Fortunately times are changing and with Chastain attached we managed to attract finance from Erika Olde at Black Bicycle Entertainment, who has been very committed to strong female stories. Sales estimates didn’t match the original needs of the budget so I cut some of the big set pieces — Brooklyn Bridge, New York Street scenes, and a big steamboat sequence — in order to concentrate on what I felt was the emotional heart of the story.

We played to our strengths, abandoning crowd scenes for big skies and landscapes in which people are dwarfed by nature.

W&H: What does it mean for you to have your film play at Tiff?

Sw: Tiff always felt like the ideal environment for this movie. We were on tenterhooks in the run up to the announcements and when I heard that we had been invited I was over the moon. It was a dream come true.

It is especially resonant for us as Toronto is Greyeyes’ home town.

W&H: What is the best advice you have received?

Sw: The best advice I have received is from the British producer Tony Garnett. I worked with him early on and he told me that you never want to see any acting going on. That has always been my touchstone. If you feel the mechanics of the acting something isn’t right and it is my job as the director to shift things in order to free up the actors to give their best.

W&H: What advice do you have for other female directors?

Sw: I have never really seen myself as a female director, just as a director who happens to be a woman — but I know that is not how the world always sees us. I’d advise other women to try to bounce back when they get knocks and not to give up. If you want it enough you will get there in the end.

The most important thing is to listen to your own voice — that can be hard sometimes when there aren’t many female voices being heard out there.

W&H: Name your favourite woman-directed film and why.

Sw: It has always been Jane Campion’s “The Piano.” Almost every time I embark on a new piece of work I watch it — it is such an inspiration. Up until I saw that movie I knew I wanted to be a filmmaker and admired huge numbers of films but there were not that many films I could connect to on a really deep level.

When I saw “The Piano” it was like someone was singing in a key that felt like me whereas the other films had been in a different range. It’s not that I want to re-make “The Piano.” It is just that it has such a clearly female voice that is so different from what went before.

W&H: There have been significant conversations over the last couple of years about increasing the amount of opportunities for women directors yet the numbers have not increased. Are you optimistic about the possibilities for change? Share any thoughts you might have on this topic.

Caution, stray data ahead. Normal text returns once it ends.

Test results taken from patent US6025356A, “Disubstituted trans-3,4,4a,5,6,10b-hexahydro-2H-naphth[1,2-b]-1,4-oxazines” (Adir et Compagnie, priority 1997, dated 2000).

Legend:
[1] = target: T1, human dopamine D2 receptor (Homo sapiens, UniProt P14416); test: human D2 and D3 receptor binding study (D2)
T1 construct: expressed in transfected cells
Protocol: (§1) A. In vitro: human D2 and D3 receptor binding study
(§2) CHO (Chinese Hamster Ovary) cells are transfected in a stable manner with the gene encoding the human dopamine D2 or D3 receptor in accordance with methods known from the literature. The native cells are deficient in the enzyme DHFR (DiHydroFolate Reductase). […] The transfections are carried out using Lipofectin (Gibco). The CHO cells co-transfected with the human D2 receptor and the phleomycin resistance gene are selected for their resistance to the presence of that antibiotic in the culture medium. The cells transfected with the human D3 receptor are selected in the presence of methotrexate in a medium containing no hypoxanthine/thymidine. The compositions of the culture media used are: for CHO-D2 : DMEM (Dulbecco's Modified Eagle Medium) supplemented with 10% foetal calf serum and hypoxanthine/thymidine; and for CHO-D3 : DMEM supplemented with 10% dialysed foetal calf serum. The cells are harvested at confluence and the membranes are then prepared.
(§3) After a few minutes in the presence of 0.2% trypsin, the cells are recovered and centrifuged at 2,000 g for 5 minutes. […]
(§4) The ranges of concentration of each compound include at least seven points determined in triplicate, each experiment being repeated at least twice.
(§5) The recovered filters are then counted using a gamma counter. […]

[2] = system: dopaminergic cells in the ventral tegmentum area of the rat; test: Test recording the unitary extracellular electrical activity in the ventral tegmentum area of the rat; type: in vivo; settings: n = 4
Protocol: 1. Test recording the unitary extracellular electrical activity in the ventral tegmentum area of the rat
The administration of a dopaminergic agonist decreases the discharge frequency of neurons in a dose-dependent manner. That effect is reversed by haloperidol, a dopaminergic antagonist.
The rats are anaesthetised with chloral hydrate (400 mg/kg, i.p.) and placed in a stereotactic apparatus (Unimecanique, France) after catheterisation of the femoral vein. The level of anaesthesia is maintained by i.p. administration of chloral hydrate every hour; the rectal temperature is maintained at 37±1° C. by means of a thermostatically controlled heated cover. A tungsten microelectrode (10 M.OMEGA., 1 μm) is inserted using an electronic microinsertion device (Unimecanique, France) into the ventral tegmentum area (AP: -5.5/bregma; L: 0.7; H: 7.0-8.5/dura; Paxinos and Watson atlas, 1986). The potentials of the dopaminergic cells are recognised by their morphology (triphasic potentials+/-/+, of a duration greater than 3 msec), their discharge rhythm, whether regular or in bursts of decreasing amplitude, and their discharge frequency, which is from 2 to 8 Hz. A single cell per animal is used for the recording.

Sw: I have been very involved in the campaign at Directors UK to get more women directors in Britain. Certainly in the UK I feel the tide is changing. People within the industry were very shocked when we published our data set and there seems to be a genuine desire to bring about change.

This is perceived not just in terms of redressing gender equality but also in pursuit of greater cultural richness. I think the work of the Geena Davis Institute on Gender in Media and organizations like Women and Hollywood have really raised awareness worldwide.

Change will not happen overnight but I am optimistic that for my daughter’s’ generation things will be different.

Tiff 2017 Women Directors: Meet Susanna White — “Woman Walks Ahead” was originally published in Women and Hollywood on Medium, where people are continuing the conversation by highlighting and responding to this story. »

- Lyra H.

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Oscars: David Rubin Returning to Produce Governors Awards

8 September 2017 10:45 AM, PDT | Variety - Film News | See recent Variety - Film News news »

David Rubin will return to produce the ninth annual Governors Awards for the Academy of Motion Picture Arts and Sciences.

Academy president John Bailey made the announcement on Friday. Honorary awards will be presented to writer-director Charles Burnett, cinematographer Owen Roizman, actor Donald Sutherland, and director Agnès Varda at the Nov. 11 ceremony at the Hollywood & Highland Center’s Ray Dolby Ballroom.

Related

Oscars: Charles Burnett, Owen Roizman, Donald Sutherland, Agnes Varda Set for Academy’s Governors Awards

“David’s continuing and passionate commitment to the Governors Awards assure us that the evening will be a memorable tribute to this year’s four distinguished filmmakers,” Bailey said.

Rubin has casting credits on more than 100 films and TV programs, including “Trumbo,” “Wild,” “Lars and the Real Girl,” “Hairspray,” “The Talented Mr. Ripley,” “Men in Black,” “Romeo + Juliet,” “The English Patient,” “Get Shorty,” “Fried Green Tomatoes,” and “Four Weddings and a Funeral.”  He has received six Emmy nominations, most »

- Dave McNary

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Chile’s Growing Film Festival Scene: Sanfic Announces Lineup

30 July 2017 1:55 PM, PDT | Sydney's Buzz | See recent Sydney's Buzz news »

The thirteenth edition of Santiago International Film Festival, Sanfic (August 20–27, 2017), the largest film festival in Chile, will present more than 100 international and Chilean films, including productions shown and awarded in festivals such as Cannes, Berlin and Venice. Among the feature films will be 7 world and 14 Latin American premieres.